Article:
Scientists solve big limitation of stratospheric balloon payloads
How do you cool a large telescope to absolute zero while flying it from a huge balloon at 130,000 feet?
Nearly all photons emitted after the Big Bang are now visible only at far-infrared wavelengths. This includes light from the cold universe of gas and dust from which stars and planets form, as well as faint signals from distant galaxies tracing the universe’s evolution to today.
Earth’s atmosphere blocks most of this light, and space missions are an ideal but prohibitively expensive way to explore it. So scientists are turning to huge stratospheric balloons — the size of an entire football stadium — because they are a tiny fraction of the cost.
In Review of Scientific Instruments, from AIP Publishing, Alan J. Kogut, of NASA’s Goddard Space Flight Center, and colleagues found a way to solve a widely recognized limitation of stratospheric balloon payloads, which fly at altitudes of 130,000 feet above 99% of the atmosphere.
“To really peer into the cold universe, you need a large telescope cooled to near absolute zero, flying above Earth’s atmosphere,” Kogut said. “By large, I mean a telescope mirror the size of a living room. Why so cold? Heat from the telescope can wipe out images from deep space, like overexposing a camera. To see faint cold signals from deep space, the telescope must be cooled to 10 K (minus 440 F), only a few degrees above absolute zero.”
It may sound simple in theory, but it is quite difficult to cool a telescope the size of a living room to nearly absolute zero while flying it from a balloon.
“Liquid helium can easily cool the telescope, but keeping it cold means putting the entire telescope into a giant thermos bottle called a dewar,” he said. “A thermos bottle the size of a living room would weigh several tons — more than even the largest balloons can carry.”
This is where the Balloon-Borne Cryogenic Telescope Testbed (BOBCAT) comes in.
“BOBCAT develops technology for ultralight dewars to reduce their weight enough to allow really big ones to fly on a balloon,” said Kogut.
Dewars have an inner cup holding the cold liquid, surrounded by an outer shell. The gap between them has no air within it, a vacuum, to prevent air from carrying heat from the outside world into the cold interior.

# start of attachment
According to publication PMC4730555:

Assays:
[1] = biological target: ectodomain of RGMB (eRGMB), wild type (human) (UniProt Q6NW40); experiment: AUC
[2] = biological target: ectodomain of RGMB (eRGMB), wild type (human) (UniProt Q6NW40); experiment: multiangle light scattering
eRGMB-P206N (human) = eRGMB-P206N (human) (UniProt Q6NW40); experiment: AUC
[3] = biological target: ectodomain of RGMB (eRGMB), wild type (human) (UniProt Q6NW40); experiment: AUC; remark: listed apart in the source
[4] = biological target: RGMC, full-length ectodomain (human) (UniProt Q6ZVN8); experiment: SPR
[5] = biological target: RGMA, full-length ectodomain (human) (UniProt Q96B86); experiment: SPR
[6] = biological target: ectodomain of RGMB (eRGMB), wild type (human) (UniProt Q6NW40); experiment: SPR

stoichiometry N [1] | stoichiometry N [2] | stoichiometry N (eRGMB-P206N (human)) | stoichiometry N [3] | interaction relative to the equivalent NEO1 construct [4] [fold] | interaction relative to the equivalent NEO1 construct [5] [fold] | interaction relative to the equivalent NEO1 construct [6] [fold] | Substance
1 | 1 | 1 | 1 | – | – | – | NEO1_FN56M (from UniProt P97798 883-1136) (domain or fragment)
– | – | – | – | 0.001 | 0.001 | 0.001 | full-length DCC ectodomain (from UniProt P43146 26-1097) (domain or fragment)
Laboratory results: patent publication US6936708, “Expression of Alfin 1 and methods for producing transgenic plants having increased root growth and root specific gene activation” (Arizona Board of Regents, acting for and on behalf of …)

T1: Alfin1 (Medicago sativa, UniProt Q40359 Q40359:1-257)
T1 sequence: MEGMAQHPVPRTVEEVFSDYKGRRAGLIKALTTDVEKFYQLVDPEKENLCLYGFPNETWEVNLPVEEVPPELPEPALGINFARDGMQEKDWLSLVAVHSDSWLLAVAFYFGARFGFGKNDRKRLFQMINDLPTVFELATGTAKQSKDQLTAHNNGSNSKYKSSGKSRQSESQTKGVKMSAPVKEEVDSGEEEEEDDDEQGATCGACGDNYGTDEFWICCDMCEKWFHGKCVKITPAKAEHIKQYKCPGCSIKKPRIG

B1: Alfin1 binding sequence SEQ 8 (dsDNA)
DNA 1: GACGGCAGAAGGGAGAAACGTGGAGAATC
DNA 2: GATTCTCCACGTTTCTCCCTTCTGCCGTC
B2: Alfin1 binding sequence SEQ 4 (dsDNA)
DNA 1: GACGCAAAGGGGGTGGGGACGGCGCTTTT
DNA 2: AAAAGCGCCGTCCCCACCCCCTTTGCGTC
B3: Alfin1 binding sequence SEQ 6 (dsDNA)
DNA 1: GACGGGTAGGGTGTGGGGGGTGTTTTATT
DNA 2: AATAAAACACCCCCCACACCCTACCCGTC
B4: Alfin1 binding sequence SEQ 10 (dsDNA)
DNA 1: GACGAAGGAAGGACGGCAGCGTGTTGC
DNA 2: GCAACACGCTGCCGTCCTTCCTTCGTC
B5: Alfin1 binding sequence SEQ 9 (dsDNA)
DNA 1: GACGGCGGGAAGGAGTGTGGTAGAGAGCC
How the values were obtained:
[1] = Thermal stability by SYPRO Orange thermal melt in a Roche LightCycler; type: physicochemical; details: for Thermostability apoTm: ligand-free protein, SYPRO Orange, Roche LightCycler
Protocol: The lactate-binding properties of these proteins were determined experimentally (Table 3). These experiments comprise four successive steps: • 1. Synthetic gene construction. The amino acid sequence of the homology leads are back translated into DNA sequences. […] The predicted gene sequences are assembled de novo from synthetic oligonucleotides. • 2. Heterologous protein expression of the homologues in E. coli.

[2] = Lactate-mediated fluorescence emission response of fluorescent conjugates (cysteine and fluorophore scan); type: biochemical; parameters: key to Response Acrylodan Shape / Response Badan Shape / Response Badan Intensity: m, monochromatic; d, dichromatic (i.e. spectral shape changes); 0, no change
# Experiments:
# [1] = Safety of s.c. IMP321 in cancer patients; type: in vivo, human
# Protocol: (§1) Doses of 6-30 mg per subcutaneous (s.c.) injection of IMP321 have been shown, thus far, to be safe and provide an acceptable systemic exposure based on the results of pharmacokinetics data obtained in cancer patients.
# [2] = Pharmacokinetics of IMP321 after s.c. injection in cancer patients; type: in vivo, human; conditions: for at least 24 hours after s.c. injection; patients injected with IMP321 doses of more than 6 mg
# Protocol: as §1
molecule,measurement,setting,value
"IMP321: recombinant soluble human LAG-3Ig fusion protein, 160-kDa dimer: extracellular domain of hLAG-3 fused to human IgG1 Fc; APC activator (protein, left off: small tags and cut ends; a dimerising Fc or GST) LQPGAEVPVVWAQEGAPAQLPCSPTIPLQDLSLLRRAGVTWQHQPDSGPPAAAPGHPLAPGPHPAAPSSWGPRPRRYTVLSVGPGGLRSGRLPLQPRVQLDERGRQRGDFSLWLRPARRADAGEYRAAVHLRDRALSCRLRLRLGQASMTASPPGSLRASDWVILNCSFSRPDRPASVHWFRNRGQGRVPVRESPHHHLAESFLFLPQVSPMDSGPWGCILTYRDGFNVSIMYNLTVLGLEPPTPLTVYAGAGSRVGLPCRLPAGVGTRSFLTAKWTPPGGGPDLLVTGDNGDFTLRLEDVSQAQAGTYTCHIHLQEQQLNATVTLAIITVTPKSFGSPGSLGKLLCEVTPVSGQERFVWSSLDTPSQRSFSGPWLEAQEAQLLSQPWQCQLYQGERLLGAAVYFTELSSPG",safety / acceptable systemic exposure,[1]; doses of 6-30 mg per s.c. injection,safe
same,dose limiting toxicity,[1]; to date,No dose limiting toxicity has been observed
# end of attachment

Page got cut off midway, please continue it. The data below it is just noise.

A dewar is heavy, because its walls need to hold a vacuum against sea-level air pressure. But a dewar meant to work on a balloon does not need to work at sea level. It must work at 130,000 feet above sea level, where there is almost no air pressure.
The scientists designed a dewar with extremely thin walls, not much thicker than a soda can’s, which can launch at room temperature. It has a valve, so the vacuum gap between the inner cup and outer wall vents during ascent to let air out.
“Once the balloon reaches 130,000 feet, the valve closes to create a proper vacuum space, and it cools the telescope by pumping liquid nitrogen or liquid helium into the dewar from separate storage tanks,” Kogut said. “The storage tanks are small and don’t weigh much. Now, we have a cold telescope above the atmosphere, able to see faint images from the cold or distant universe.”
The first flight was a success, and the next step is to re-fly the payload carrying an ultralight dewar.
The article, “The Balloon-Borne Cryogenic Telescope Testbed mission: Bulk cryogenic transfer at 40 km altitude,” is authored by Alan J. Kogut, Thomas Essinger-Hileman, Samuel Denker, Nicholas Bellis, Luke Lowe, and Paul Mirel. The article will appear in Review of Scientific Instruments on Dec. 1, 2020 (DOI: 10.1063/5.0021483). After that date, it can be accessed at https:/
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Review of Scientific Instruments publishes novel advancements in scientific instrumentation, apparatuses, techniques of experimental measurement, and related mathematical analysis. Its content includes publication on instruments covering all areas of science including physics, chemistry, materials science, and biology. See https:/
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